Falls have serious consequences for seniors, especially those who live alone. Medical alert devices can notify emergency services, but they are not always worn. In addition, they do not address fall prevention by encouraging active lifestyles and physical strengthening. WalkWise hopes to fill these gaps.
The Fargo, ND-based company offers a smart device that can be attached to the wheels of most walkers. The device can alert family members to falls and it collects walker activity data. These insights could help families address inactivity and physical deconditioning proactively.
We asked Peter Chamberlain, WalkWise Founder and CEO, a few questions about the company and its role in senior care.
Cici Zhou, Medgadget: Tell me about how WalkWise started. What was the inspiration behind the idea?
Peter Chamberlain, WalkWise: I had three grandparents all using walkers at the same time! Two lived at home relatively independently, and one was in a senior living community. In one instance, a grandmother fell at home (while not using her walker), and was on the floor until the gardener found her by looking in a window. My other grandmother fell at night (while using the walker) and had to crawl to her nightstand with a broken hip to grab a phone. Another walker-using friend of mine was on the floor for two days before anyone found her. And lastly, another grandparent had dementia and so we never knew what her day looked like at the senior living community.
These experiences got me thinking. How are we still relying on wearables for fall detection, when the numbers show that they are ineffective at responding to emergencies? How can we make sure people don’t fall in the first place, by encouraging walker use and increased leg strength? By doing these two things, we are helping people stay independent, increasing quality of life, and can stand to save billions in healthcare spending (we spend $60Bn a year on falls alone!). Plus, giving families insight into the daily life of their loved ones provides much-needed peace of mind.
Medgadget: How does the technology work?
Chamberlain: WalkWise is a smart walker attachment that goes on the wheel of almost any existing walker. One of the main benefits is that walker users don’t need to “interact” with the technology in order for it to be useful. The batteries last 6-12 months, there’s no wearable component, and there’s no smartphone required. Activity data and safety data streams into the cloud, is analyzed by our patented algorithms, and then is available to families and caregivers on the WalkWise app. You can also configure safety and health alerts to receive via text message, email, or phone call. Things such as “the walker hasn’t moved in 8 hours” or “the walker has tipped over” or “Kathleen got out of bed 6 times last night”. This is all extremely important information for families and caregivers to have in order to make sure the walker is being used and that potential emergency situations are detected.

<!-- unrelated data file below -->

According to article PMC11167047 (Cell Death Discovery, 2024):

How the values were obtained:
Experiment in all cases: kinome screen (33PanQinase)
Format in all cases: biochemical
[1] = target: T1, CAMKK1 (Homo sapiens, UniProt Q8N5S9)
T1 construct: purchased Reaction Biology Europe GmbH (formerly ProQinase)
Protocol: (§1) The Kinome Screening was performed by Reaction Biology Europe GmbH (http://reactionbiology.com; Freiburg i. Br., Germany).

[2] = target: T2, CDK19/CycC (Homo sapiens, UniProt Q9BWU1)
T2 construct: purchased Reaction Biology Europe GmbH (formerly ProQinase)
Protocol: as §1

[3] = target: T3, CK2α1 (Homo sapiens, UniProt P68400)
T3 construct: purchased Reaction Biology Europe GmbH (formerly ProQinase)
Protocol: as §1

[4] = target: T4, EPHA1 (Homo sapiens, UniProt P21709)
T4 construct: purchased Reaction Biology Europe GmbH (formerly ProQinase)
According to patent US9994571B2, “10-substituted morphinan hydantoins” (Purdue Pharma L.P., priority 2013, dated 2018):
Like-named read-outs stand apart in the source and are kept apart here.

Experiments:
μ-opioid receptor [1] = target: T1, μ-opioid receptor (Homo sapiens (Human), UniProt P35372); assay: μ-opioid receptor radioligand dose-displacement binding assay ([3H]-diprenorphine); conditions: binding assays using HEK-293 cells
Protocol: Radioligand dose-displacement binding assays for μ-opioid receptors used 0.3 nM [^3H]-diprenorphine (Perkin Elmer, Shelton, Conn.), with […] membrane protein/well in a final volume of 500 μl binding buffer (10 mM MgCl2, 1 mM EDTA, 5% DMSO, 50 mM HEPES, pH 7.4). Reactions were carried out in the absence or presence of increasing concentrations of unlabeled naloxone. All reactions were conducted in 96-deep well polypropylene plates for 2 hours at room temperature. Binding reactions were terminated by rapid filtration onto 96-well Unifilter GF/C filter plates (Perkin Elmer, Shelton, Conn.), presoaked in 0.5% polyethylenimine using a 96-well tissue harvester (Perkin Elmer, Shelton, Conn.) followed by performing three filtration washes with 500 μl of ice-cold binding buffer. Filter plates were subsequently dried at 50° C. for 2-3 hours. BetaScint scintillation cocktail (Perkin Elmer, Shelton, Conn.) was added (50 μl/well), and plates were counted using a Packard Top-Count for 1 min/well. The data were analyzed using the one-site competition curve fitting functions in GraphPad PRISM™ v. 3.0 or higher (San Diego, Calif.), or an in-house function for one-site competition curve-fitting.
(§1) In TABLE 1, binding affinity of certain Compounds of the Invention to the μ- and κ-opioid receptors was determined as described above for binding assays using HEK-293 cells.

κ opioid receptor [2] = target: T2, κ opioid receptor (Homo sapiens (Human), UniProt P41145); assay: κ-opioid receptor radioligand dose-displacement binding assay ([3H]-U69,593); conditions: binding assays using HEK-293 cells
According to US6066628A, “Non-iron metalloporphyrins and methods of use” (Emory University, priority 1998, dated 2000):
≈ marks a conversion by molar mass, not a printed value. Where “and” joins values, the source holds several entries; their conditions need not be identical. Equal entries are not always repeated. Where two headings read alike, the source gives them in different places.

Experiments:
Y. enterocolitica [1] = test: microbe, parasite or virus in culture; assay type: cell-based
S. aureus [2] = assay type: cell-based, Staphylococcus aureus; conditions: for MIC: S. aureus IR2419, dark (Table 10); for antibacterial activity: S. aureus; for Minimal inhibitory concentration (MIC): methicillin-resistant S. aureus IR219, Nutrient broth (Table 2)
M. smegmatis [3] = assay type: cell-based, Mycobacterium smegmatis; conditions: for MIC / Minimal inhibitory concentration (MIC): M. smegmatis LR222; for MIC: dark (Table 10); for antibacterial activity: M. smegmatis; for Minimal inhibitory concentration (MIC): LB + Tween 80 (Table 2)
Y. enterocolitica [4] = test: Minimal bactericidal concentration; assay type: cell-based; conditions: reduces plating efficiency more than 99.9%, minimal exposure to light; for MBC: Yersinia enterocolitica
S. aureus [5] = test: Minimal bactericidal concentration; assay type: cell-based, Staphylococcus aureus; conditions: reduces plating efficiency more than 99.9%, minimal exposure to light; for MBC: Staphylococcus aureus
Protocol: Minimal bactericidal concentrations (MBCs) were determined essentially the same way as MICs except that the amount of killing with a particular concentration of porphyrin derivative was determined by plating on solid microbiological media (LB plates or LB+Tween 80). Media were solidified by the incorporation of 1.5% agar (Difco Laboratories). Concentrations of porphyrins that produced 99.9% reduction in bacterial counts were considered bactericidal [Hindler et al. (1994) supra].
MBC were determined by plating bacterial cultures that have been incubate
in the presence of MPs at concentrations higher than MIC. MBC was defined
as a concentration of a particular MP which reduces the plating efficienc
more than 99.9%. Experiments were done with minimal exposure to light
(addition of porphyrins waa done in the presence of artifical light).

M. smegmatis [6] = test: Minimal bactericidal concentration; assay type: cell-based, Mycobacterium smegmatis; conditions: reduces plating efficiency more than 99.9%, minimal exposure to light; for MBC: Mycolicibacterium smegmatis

Medgadget: How does this fit in with traditional fall alert devices?
Chamberlain: WalkWise fills in the gaps left by existing solutions. The fact is that people do not wear their pendants all the time, especially at night. And I have heard many many stories about buttons being accidentally pressed or automatic fall detection features resulting in fire engines and ambulances arriving out of the blue.
WalkWise is NOT a replacement for Personal Emergency Response devices such as LifeAlert, LifeLine, or Lively. We don’t route you to a call center or call an ambulance. What we do is inform families and caregivers, allowing the people with proper knowledge to make the most appropriate decision for the situation. Maybe they are on vacation and left their walker behind? Or maybe we need to call a neighbor and have them check in.
What’s more, traditional fall alerts devices do nothing to help prevent falls by encouraging walker use and fitness. They do not provide insight about daily life. They do not provide infection screening (we help screen for urinary tract infections). They do not allow for better family engagement.
Medgadget: How far along in development is the device?
Chamberlain: WalkWise is out in the world, helping caregivers and families to preserve senior independence. We have done clinical studies, senior living pilot programs around the country, shipped to families via Amazon, and participated in the UnitedHealthcare Techstars Accelerator in 2019. We are on pace to 5x the number of people using WalkWise in 2020. If you need WalkWise, you can join on our website. Senior living communities and other care organizations can get it at no upfront cost.
Medgadget: Where do you see WalkWise in five years?
Chamberlain: We expect to be in major retailers, alongside safety devices and fitness trackers. We expect to be in at least 10% of all senior living communities across the country. We expect to be included as a benefit for national health plans. There are so many people that need WalkWise in so many different settings, that we are just trying to grow as quickly as we can.
Lastly, the effects of COVID-19 on our older adults and senior living communities has demonstrated the need for WalkWise in all settings. Families cannot visit their loved ones, drastically decreasing safety. There are no more group activities, so we don’t know if people are staying active and healthy. In times like these, WalkWise is the only way to know that walker users are remaining active, healthy, and safe.
Check out this video on WalkWise’s role during the COVID-19 pandemic:
Product page: WalkWise